But, by far, the invite of the weekend is for Sunday lunch at the Upperville, Va., home of Paul Mellon (whose family money built the original National Gallery and the East Building). The relationship between Mellon and Britain's Windsor family is as revered as 18th-century Chippendale. In 1932, Mellon's father Andrew was presented to George V as U.S. ambassador to the Court of St. James's.
This guest list, which will be limited to fewer than two dozen, includes Paul and Bunny Mellon, J. Carter Brown and his wife Pam Brown, and a few other rich couples from the horsey set.
Nancy Reagan is expected to invite the prince and princess for a private White House tea, though no date has been set. Those close to the first lady say that this visit is very important to her. The first lady's first official introduction to Charles and Diana was at their wedding, when she traveled to London with racks of dresses, one nurse, one hairdresser and one friend for the endless festivities.
"Mrs. Reagan feels they were so cordial and gracious to her during the wedding that she would like to reciprocate," says Hodges.
"To the point," says another White House insider, "this is her kind of deal."
Some meaty tidbits floating through the Washington channels of chatter:
*The British Embassy is anxious to keep the press away from Diana. Consequently, media coverage will be limited at every turn. Events will be covered by tightly monitored press pools, which means a few reporters will have limited access and have to share their information.
There have been numerous requests to interview Diana, and it is believed that the one most seriously considered was from Barbara Walters, who interviewed the prince before. Even that one was eventually denied.
*Other shoo-ins for one event or another: Grand Dame Evangeline Bruce, whose late husband David Bruce was ambassador to the Court of St. James's; Pamela Harriman, whose middle initial is C. for Churchill (by a former marriage); Walter and Leonore Annenberg, in their capacity as friends of the Reagans, as well as his in also being a former ambassador to Britain; First Friends Betsy Bloomingdale, who accompanied Nancy Reagan to London for the wedding, and Jerry Zipkin, who was invited the last time the Reagans entertained Charles; Sen. Malcolm Wallop (R-Wyo.), whose sister, Lady Porchester, is married to Queen Elizabeth's horse trainer.
*There are 12 people in the royal party, known as the royal retinue, including Diana's lady-in-waiting and Charles' first secretary, all of whom must be included on the guest lists.
"That's a lot of seats," whined one planner.
*Several social types are somewhat befuddled by the royal decision to visit a J.C. Penney store. The Couple is expected at the Penney's in Springfield Mall on Monday morning to give their blessing to the store's "Best of Britain," a $50 million promotion of British products. No one is quite sure how this happened.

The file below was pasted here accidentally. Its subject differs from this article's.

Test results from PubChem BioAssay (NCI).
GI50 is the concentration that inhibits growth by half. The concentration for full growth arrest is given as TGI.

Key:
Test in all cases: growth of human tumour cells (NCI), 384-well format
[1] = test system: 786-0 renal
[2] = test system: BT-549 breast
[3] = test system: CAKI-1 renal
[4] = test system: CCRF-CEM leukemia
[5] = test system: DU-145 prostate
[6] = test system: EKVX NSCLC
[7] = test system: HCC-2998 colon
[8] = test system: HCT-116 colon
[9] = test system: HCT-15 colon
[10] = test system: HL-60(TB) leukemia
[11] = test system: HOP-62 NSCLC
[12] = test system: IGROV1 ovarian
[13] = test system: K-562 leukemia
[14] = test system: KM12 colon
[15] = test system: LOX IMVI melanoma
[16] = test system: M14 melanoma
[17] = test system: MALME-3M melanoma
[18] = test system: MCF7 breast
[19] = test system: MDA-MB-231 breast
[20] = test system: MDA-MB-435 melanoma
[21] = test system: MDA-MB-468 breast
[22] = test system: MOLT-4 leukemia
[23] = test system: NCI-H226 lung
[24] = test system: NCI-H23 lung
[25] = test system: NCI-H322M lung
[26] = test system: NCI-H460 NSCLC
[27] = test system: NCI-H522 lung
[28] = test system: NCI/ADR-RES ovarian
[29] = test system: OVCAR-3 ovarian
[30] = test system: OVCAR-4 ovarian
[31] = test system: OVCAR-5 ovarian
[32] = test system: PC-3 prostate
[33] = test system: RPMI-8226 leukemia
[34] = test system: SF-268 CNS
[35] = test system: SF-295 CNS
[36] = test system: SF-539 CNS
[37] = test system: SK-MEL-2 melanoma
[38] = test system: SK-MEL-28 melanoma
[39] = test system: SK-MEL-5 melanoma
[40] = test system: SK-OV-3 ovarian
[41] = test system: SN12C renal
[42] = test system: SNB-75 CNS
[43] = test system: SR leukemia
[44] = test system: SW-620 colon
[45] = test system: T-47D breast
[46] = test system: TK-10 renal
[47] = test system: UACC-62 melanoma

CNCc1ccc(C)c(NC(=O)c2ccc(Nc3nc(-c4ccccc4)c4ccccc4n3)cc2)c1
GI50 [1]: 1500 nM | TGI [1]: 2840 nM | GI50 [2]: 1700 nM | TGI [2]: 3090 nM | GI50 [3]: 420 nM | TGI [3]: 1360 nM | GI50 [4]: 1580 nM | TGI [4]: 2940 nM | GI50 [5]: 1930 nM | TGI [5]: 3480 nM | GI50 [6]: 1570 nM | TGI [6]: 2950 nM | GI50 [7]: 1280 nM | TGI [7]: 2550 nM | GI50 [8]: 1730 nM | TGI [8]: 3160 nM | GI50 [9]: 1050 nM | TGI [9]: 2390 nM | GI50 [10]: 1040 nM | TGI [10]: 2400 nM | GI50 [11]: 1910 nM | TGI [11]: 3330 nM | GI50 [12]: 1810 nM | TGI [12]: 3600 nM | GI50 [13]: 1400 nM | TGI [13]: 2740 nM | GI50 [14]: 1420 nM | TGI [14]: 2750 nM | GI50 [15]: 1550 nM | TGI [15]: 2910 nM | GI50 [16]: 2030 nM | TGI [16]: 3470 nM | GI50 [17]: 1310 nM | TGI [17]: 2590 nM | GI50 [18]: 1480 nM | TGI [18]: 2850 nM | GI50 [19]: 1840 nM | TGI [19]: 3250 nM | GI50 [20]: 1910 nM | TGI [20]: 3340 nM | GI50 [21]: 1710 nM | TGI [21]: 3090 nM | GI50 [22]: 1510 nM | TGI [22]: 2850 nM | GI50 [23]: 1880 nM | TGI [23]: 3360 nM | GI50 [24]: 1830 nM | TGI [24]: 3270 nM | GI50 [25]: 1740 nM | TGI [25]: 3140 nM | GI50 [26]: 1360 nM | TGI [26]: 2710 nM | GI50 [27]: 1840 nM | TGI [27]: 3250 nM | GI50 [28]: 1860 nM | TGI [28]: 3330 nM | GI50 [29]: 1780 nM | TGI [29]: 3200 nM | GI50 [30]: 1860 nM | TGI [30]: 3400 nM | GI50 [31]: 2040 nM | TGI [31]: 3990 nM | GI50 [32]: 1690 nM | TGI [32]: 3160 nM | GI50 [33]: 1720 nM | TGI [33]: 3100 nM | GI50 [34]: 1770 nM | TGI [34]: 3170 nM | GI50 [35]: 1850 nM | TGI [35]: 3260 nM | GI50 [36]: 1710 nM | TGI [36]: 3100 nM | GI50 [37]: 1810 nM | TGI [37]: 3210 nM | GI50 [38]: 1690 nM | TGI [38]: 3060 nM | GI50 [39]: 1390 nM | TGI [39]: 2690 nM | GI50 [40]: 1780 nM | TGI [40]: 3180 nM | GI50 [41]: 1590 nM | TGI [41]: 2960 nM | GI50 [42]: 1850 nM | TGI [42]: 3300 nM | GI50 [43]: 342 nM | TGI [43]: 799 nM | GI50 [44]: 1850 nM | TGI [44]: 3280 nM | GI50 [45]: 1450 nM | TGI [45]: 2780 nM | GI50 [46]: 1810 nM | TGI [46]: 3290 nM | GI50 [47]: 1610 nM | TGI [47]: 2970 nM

"El tacko," sniffed one socialite.
"We are very flattered," says Harvey McCormick, head of public relations for the chain. "Princess Diana shops at Harrods in London, and we believe we are the same type of institution here."
*The British Embassy has put out the word that it prefers Charles and Diana to be referred to as His Royal Highness, the Prince, and Her Royal Highness, the Princess, of Wales.
"Calling her Lady Di," announced one embassy official, "does not sit well with the palace."
Charles and Diana's arrival will be preceded in late October by the arrival of about 262 owners of the so-called "treasure houses," the primary lenders for the exhibit. And while they may not be the future kings and queens, the lineup is an impressive roster of British aristocracy.
The exhibition has been in the works for five years.
"As far as the gallery is concerned, it is the largest and most complex that we have ever undertaken," says J. Carter Brown. "As far as a visitor is concerned, it will be an opportunity to see some things that have never been seen before. This is the first time some of these objects will be seen out of their norm."
The Ritz Carlton will house the top lenders, known as "The Magnificent Seven," and the hotel's owner, John Coleman, will entertain them at a black-tie dinner Oct. 30.
On Oct. 31, the National Gallery will kick off its festivities at a special dinner for 600 honoring the British lenders. This event, too, should be able to dismiss numerous Washington social obligations before the royals even arrive.
"I must say that in all my 25 years associated with the gallery, I don't remember this degree of anticipation building for any exhibition," says J. Carter Brown. "And there's no question Charles and Diana are part of it . . . There's just a special glamor associated with it all . . ."
Maybe so, but even all this rare Washington enchantment and dazzle isn't for everyone.
"When you've got people who are willing to kill for one of those invitations, it's really not safe to get in front of them in line," says Democratic media man Robert Squier. "Besides, I've enjoyed the still photos so much, I'm afraid I'd be disappointed in reality."